Properties selling faster as mortgage offers secured before rate rises focus buyers’ minds

Despite economic headwinds, our Property Sentiment Index shows that in October, sentiment remained strong among serious buyers and sellers.

There were notable regional rises in seller confidence that they’ll purchase a property within the next three months in Wales, the South East and East Midlands

This confidence could perhaps have been encouraged by the determination among buyers who have already secured attractive mortgage rates and are keen to proceed before their offers expire and will want to progress with their moves.

–  74% of active buyers in the UK were confident that they would purchase a property within the next 3 months

–  82% of sellers in the UK were confident that they would sell their property within the next 3 months

–  60% of properties were Sold Subject to Contract (SSTC) within 30 days of first being advertised for sale, compared with 56% in October 2021

–  Buyers with relatively cheap secured mortgage deals keen to take advantage


Our Chief Executive Officer, Jason Tebb, discusses the insights from our latest report:

October may have been packed with political and economic uncertainty but remarkably, focussed buyers continued to go about their business of purchasing property. This buyer determination seems to have filtered through to sellers too, with 82% confident they’d sell their home within the next three months, up from 79% in September.

How long properties take to sell is one of the key indicators of the health of the housing market, and encouragingly, our data shows that this metric strengthened in October, despite rising mortgage rates and living costs. 60% of properties were Sold Subject to Contract (SSTC) within 30 days of being advertised for sale in October, a percentage not seen since June, and rather higher than the 53% recorded in September.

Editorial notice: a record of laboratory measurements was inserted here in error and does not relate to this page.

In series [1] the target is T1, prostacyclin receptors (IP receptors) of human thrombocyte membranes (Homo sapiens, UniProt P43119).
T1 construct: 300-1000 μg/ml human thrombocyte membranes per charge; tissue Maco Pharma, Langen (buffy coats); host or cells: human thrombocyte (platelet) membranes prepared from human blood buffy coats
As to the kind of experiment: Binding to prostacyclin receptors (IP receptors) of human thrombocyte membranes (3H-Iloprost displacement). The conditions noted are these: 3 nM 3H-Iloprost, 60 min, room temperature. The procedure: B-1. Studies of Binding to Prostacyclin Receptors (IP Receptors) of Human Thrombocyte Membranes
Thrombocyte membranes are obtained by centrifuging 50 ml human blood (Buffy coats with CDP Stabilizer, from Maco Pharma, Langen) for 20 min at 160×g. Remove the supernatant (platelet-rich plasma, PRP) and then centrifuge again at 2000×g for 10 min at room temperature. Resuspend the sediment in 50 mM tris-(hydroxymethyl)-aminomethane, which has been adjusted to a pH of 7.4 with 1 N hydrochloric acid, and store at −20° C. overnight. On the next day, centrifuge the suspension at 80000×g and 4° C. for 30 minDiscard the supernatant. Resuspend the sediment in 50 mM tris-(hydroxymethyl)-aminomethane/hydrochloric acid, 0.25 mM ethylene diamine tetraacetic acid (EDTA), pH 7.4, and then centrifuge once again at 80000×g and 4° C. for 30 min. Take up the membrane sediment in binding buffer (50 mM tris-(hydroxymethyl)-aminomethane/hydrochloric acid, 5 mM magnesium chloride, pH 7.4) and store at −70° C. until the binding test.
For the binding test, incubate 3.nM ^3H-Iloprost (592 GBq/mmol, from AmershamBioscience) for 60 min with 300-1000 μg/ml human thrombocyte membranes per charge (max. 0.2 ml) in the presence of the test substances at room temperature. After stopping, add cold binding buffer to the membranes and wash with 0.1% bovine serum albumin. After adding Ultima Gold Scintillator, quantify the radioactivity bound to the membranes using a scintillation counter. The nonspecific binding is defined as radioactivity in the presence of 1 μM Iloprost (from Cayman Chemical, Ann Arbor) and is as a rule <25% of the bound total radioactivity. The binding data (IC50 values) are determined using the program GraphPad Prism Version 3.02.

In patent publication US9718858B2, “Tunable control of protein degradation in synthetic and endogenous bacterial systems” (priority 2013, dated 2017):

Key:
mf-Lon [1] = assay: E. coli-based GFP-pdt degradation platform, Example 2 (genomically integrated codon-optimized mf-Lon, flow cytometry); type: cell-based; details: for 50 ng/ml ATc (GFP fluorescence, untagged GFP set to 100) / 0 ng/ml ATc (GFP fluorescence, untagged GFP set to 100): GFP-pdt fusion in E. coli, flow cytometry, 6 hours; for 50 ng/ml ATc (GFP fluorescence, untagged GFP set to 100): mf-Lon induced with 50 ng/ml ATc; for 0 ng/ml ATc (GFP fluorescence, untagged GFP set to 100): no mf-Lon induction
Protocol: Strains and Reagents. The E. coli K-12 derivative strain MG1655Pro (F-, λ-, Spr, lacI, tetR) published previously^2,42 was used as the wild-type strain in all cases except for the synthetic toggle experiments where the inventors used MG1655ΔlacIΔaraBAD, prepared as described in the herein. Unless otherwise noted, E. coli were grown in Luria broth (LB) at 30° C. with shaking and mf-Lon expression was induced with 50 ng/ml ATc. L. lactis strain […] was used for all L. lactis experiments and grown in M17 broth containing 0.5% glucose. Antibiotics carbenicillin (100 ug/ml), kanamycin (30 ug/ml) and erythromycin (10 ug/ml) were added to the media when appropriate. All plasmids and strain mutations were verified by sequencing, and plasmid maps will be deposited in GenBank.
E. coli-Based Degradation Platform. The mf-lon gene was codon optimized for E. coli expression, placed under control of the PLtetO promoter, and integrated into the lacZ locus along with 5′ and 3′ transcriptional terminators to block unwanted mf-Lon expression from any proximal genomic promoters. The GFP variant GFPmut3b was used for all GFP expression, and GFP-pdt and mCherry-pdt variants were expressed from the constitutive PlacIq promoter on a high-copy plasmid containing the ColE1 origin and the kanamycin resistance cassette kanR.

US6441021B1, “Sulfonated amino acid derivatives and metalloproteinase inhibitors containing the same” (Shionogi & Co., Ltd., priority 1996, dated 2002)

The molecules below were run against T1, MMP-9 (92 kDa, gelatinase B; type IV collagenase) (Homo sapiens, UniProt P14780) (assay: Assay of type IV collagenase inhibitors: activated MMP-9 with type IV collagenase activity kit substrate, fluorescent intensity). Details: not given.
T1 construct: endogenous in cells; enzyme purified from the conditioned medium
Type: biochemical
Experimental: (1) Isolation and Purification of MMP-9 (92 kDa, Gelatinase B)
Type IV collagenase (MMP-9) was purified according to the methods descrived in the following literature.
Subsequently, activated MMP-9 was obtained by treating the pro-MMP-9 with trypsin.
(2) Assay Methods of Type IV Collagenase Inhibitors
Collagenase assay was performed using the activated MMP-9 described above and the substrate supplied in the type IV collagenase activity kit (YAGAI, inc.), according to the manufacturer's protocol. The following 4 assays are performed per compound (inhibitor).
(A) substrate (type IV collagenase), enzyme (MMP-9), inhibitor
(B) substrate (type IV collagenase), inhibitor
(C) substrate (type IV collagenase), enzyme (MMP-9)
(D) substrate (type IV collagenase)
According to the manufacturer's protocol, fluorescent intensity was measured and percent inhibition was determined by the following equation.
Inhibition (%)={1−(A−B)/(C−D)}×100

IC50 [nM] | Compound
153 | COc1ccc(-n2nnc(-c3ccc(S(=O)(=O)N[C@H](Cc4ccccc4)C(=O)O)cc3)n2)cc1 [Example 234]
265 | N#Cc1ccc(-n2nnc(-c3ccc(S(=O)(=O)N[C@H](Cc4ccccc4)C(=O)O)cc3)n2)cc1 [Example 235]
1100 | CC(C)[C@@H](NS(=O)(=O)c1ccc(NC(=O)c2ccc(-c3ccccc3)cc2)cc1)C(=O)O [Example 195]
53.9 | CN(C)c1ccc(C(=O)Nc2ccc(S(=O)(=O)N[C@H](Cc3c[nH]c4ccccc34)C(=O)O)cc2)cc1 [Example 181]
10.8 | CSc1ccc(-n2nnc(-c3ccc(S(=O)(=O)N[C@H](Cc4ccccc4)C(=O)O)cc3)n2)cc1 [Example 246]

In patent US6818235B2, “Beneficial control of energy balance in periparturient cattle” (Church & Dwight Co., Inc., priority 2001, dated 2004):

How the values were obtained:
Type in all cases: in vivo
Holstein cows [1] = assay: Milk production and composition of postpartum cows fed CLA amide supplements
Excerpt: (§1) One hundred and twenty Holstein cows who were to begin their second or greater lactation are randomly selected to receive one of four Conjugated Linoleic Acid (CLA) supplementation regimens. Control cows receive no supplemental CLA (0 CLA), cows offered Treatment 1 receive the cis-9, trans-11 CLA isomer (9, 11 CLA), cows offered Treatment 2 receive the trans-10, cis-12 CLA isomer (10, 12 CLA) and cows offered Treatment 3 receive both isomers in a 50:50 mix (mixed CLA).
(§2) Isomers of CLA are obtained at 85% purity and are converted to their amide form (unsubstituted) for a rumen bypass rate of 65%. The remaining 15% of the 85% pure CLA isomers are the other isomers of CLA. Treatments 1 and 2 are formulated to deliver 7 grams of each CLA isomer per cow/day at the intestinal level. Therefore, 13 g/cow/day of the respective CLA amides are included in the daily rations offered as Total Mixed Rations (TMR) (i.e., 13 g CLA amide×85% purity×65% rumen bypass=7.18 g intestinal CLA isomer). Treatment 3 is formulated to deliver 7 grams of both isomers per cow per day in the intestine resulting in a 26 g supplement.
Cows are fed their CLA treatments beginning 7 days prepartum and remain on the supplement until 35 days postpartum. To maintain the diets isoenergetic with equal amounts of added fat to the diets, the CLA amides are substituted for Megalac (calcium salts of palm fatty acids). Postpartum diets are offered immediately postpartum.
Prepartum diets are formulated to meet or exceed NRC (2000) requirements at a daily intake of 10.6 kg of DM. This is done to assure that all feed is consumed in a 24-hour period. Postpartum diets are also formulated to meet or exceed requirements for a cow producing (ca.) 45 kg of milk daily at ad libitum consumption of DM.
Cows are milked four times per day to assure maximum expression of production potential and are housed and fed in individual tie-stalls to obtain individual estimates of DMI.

This increase in the volume of new properties going under offer within the first month of marketing may suggest an urgency among buyers with mortgage agreements secured some time ago, who may be keen to proceed before those offers expire. This is understandable as many of these rates will be significantly lower than current mortgage rates, which shot up following Swap rate volatility after the mini-Budget. This could be helping focus buyers’ minds and encourage them to put pressure on their conveyancers to get deals done before the expiry date. These buyers are unlikely to want to go back into the market at a higher rate unless they absolutely have to, as it could potentially end up costing them hundreds or even thousands of pounds extra a year.

The national average increase in seller sentiment masks some significant regional swings. Our data shows that in the East Midlands, seller confidence that they would sell their property within the next three months rose by 8 percentage points in October, while the South West and Wales both saw a 7 percentage points uptick in confidence. Meanwhile, in the North East, there was a 1 percentage point drop in seller confidence compared with September. It seems astonishing that despite macroeconomic headwinds, and predictions from many estate agents that property prices will fall next year, serious sellers and buyers alike remain keen to proceed. Estate agents providing appraisals to would-be sellers are in the strong position of being able to advise that rather than waiting until Spring to put their property on the market, they may wish to take advantage of this limited timeframe where there is a pool of focussed buyers with mortgage offers who are keen to proceed.

Some stability has returned to the market with the appointment of Rishi Sunak as Prime Minister and the reversal of many of the mini-Budget measures. However, mortgage rates remain significantly higher than they were this time last year – the days of sub-1 per cent fixed-rate mortgages are long gone. Challenges remain and the coming months are likely to be tough as the Bank of England raises rates further in an effort to bring inflation down. Encouragingly, however, the forecast for where rates might peak has fallen as some of the market turmoil has dissipated. Rock-bottom interest rates aren’t normal or sustainable and the new norm, which is slowly starting to establish itself, is beginning to look a lot like the old one.

You can read the full report here.

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